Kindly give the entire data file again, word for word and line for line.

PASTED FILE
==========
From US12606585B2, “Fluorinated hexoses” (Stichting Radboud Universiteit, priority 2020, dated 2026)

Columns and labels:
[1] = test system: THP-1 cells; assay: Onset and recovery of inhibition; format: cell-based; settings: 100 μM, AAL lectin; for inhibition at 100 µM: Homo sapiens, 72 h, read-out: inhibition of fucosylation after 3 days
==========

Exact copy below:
From US12606585B2, “Fluorinated hexoses” (Stichting Radboud Universiteit, priority 2020, dated 2026)

Columns and labels:
[1] = test system: THP-1 cells; assay: Onset and recovery of inhibition; format: cell-based; settings: 100 μM, AAL lectin; for inhibition at 100 µM: Homo sapiens, 72 h, read-out: inhibition of fucosylation after 3 days